“When I look at this triptych, I see the Yellow Prince in front of me: the tour of the Canvas of Truth is presented
On Wednesday, April 26, the Ukrainian Crisis Media Center hosted a presentation of the author’s tour, “The Canvas of Truth,” with the participation of scientists from our museum. How Kyiv artists during the USSR created a triptych about the Holodomor-genocide.”
The unique work of Yurii and Taras Honcharenko, “Genocide 1933,” is now on display in the Hall of Memory of our museum. You can learn more about the history of creating this impressive canvas on the Holodomor topic during the author’s tour of the leading researcher of the National Museum of the Holodomor-Genocide, candidate of historical sciences Andrii Ivanets.
“Taras Honcharenko together with his brother Yurii created a landmark canvas not only from an artistic point of view. It is also a sign of the times. The work appeared in 1989, Andrii Ivanets emphasised. For a long time, the communist regime created a wall of silence around the crime of genocide – the Holodomor. The millions of people who survived the genocide could not discuss the tragedy for a long time, and this was an additional traumatising factor for Ukrainians. And when, at the end of the 80s, it became easier to breathe, two young artists dared to create a work of art and show this tragedy in artistic images, in order to begin to realise this crime of apocalyptic proportions, which became the Holodomor for the Ukrainian nation.”
One of the authors, Taras Honcharenko, told how the idea of creating this work appeared.
“I think that this genocide – famine and repression of the 1930s affected every Ukrainian family. But Ukrainians were never silent victims. They resisted. There were also peasant uprisings, and the intelligentsia did not keep silent, for which it was destroyed. We also could not practice art in isolation. We knew the story of our family as well as our friends. Therefore, we decided to take up this topic and create such a large-scale work – both in terms of size and the complexity of the technique. Our grandfather, the artist Volodymyr Bondarenko, also worked on this topic. He was going to create his work, which was to be called “Barbarism”. Regretfully, he did not have time. But his idea became the basis for our work.”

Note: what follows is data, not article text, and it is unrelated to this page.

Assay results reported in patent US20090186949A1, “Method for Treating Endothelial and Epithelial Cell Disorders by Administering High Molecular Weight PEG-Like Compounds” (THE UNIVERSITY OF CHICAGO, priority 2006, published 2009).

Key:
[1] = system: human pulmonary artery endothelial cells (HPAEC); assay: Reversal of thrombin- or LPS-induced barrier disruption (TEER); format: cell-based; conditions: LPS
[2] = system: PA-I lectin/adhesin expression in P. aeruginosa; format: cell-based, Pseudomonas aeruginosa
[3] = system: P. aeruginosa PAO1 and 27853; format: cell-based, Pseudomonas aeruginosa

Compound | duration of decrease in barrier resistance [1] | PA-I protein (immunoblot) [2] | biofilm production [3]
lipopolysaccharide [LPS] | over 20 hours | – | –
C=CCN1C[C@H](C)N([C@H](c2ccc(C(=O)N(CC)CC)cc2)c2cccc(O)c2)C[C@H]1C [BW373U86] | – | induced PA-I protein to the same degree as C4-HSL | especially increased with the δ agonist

Dmytro Bilyi, the head of the Holodomor and mass man-made famines research department of the National Museum of the Holodomor Genocide, emphasized the need to understand the tragedy of the Holodomor through art and literature.
“Although the Soviet Union banned this topic until the end of the 80s, human memory preserved everything. I first heard stories about the Holodomor as a student, when in 1934 there were only 6,000 inhabitants left in the village from 18,000, from my mother, and my parents are from the Kuban. “Hammer and sickle – death and hunger,” my mother used to say. Also in the Kuban, I recorded several songs that were created in those days: “And you, our commissars, what have you done? / That they drove the farmers into damp graves.” So, people tried to understand what happened to them through folklore. In fiction, one of the iconic works is “The Yellow Prince” by Vasyl Barka. Look at this triptych, I see the “Yellow Prince” in front of me. Famine, the destruction of churches, the destruction of culture and spirituality are the things that Vasyl Barka, the Honcharenko brothers and other artists tell us about those times in their works. In the national and cultural memory, the understanding of this genocide is extremely necessary because it unites the nation, especially now, when we are fighting for survival. When we see that all the classic components of genocide, recognised by the UN, are repeated.”
We want to add that Taras and Yurii Honcharenko’s painting was rarely on a display due to its impressive size and hence, the difficulties with transportation and display. Later, according to Andrii Ivanets, a smaller copy of it was made, which is now shown in the Baltic countries. You can see the original one in our museum.
The tour will take place on April 29, Saturday, at 3:00 p.m. in the Hall of Memory of the National Museum Holodomor-Genocide.
The ticket price for an adult – is 85 UAH, students, pensioners – 75 UAH, and schoolchildren – 70 UAH. Payment is made immediately before the tour at the museum box office.
If you would like to attend the tour, please register using the link:
We are waiting for you!